Clara de Tezanos, Por maniobras de un terceto

JTF (just the facts): Self-published in 2019 (here). Hardcover with spiral binding, 118 pages, with 176 photographs. Includes a poem by Mabel Lassus. In an edition of 200 copies, signed and numbered. Design by Clara de Tezanos and Alejandro Cartagena. (Cover and spread shots below.)

Comments/Context: Clara de Tezanos is a Guatemalan artist who studied photography in Paris and worked in Europe in the early years of her career. When she moved back to Guatemala in 2009, Tezanos co-founded the photography center La Fototeca and the GuatePhoto Festival, and the process of moving back to South America also forced Tezanos to question her own identity and place in the society.

In her earlier series Todos somos Marías (translated as “we are all Marias”), she reflected on the patriarchal structures of society. And in 2018, Tezanos self-published Piedra-Padre, Universe, dealing with a figure of a father, childhood, ancestors, and our place in the universe. Her most recent photobook explores these themes even further. Titled Por maniobras de un terceto (meaning “by maneuvers of a third” in Spanish), it brings together photographs from Tezanos’s archives of the past ten years, including various self-portraits and images of her family.

Por maniobras de un terceto is a hardcover book with a large spiral binding. It has a beige linen cover, with a simple illustration done with a golden thread that depicts two people fencing and another in between. A black and white photograph on the end papers documents what looks like a family event: a man holds a newborn with a few people standing around. The photograph looks like it was taken a few decades ago and we assume this is the moment Tezanos was introduced to the world, but the binding splits the image into two parts. The narrative that follows uses this breaking mechanism to create a layered visual labyrinth of archival family images, photographs, and illustrations. In building up her overlapped visual narrative, Tezanos utilizes a collaging technique, often adding new elements over a few spreads, the page flips building a constantly evolving and rebalancing flow.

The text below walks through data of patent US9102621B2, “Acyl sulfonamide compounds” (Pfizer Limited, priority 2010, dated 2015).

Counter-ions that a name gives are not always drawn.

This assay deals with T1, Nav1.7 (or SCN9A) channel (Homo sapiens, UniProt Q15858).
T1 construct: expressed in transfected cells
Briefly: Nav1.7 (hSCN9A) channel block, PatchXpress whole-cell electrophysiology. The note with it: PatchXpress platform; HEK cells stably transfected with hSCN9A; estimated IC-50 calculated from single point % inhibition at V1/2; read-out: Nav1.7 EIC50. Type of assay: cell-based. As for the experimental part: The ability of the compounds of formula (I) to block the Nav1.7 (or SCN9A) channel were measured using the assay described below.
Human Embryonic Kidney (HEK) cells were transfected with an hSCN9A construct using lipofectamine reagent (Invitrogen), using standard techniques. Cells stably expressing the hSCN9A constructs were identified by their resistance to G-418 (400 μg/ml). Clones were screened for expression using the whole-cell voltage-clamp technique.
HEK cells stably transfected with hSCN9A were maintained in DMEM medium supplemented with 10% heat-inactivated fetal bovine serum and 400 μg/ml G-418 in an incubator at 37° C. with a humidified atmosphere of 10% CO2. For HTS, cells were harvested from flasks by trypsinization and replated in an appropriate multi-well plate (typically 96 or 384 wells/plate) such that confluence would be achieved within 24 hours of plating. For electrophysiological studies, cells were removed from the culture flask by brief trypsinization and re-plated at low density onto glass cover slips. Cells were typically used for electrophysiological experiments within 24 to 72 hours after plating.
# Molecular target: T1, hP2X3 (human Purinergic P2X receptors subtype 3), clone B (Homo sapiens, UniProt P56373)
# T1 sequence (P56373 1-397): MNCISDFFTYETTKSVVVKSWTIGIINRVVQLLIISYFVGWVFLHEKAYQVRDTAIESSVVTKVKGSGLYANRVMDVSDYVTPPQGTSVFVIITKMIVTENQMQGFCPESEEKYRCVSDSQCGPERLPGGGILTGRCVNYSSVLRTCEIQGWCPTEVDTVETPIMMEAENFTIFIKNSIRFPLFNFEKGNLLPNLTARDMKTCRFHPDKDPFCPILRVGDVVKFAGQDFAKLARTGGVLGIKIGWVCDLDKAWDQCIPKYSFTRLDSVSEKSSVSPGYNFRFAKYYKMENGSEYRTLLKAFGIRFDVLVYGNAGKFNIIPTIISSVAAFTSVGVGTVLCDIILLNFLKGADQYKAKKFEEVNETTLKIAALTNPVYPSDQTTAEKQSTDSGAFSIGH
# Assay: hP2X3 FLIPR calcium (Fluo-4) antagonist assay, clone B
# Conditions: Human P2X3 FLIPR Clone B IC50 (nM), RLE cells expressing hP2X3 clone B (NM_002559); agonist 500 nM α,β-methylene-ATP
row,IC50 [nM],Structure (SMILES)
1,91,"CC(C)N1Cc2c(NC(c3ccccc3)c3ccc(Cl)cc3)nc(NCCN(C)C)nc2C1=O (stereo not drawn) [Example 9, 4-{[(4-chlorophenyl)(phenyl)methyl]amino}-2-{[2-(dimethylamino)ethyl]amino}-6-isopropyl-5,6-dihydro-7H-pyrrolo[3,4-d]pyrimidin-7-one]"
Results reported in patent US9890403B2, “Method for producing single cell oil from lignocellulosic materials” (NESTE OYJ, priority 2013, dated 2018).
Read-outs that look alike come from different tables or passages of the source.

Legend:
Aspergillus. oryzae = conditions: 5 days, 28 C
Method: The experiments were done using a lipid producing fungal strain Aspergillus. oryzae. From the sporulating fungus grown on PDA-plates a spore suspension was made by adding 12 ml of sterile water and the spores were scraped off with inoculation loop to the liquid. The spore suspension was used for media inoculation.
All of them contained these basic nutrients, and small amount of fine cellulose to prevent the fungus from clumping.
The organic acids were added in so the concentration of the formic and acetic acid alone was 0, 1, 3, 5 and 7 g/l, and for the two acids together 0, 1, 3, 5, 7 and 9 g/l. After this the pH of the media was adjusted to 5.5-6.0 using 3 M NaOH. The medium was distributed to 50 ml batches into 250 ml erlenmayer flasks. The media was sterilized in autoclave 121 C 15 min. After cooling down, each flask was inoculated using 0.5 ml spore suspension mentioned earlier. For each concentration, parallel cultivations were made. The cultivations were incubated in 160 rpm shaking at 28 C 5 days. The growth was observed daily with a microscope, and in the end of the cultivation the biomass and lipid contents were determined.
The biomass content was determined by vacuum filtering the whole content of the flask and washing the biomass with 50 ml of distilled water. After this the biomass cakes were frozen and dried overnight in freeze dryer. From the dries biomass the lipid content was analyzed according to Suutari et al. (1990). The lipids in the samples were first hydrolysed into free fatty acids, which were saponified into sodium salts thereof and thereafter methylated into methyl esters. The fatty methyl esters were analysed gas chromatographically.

Por maniobras de un terceto immerses us in a visual maze, where Tezanos claims her space within the context of her ancestors and the universe, using oblique references and linked metaphors. The book opens with a black and white image of a woman standing between two men; they are formally dressed and their faces are cropped out, but we can see the woman smiling – perhaps these are Tezanos’ parents. This is followed by a full spread of a blurry sphere, and over a few pages she adds a progression of a man moving forward to take a jump, either leaving the enclosed bubble or more abstractly breaking free.

A few spreads later there is an engraving showing two people surgically disassembling an animal for a medical study, adding another separation to the list. In the next few spreads, the same graphic is layered with Tezanos’ nude self-portrait and an image of a woman’s profile, creating the impression that Tezanos is closely examining her own identity and its divisions. Throughout the book there are various photographs of the artist: we see her as a baby, as a young girl with long hair down, and as a grown up woman standing nude with green trees in the background, the page turns collapsing the passing time into one integrated whole. Tezanos actively uses the spiral to emphasize and bring the visual elements closer together.

In addition to self-portraits and photographs of family members, Tezanos includes many pictures of nature: tree branches against the sky, hills covered with greenery, a seashell, seagulls, sometimes connecting their textures to skin, flares of light, and views through windows. Closer to the end of the photobook, there is a full spread depicting two baby cows in a meadow, with an image of a seashell placed on top, to which she then adds a small family photo. In the spreads that follow, Tezanos keeps replacing the added image, piling one atop another, bringing in a photo of her father holding her as a baby, then a photo of her parents, then a self-portrait, then a horizontal photo of an audience, then the universe, and finally another image of an audience. Through this editing process, the visuals connect and transform, creating conversations between family, relationships, and the universe, blending them together into one nested experience. 

The book ends with a short poem, dated 1950; perhaps it was written by a Tezanos’ family member. It considers pride, determination, and personal freedom, and seems like a fitting conclusion to the visual narrative. Through this work, Tezanos defines herself as an independent woman, connected to her ancestors, and centered in the universe, eager to be fulfilled. She expressively uses the split-bound format to build and share this vision, creating a continuum from the uniquely human to the cosmic. 

Collector’s POV: Clara de Tezanos does not appear to have consistent gallery representation at this time. As a result, interested collectors should likely follow up directly with the artist via her website (linked in the sidebar).

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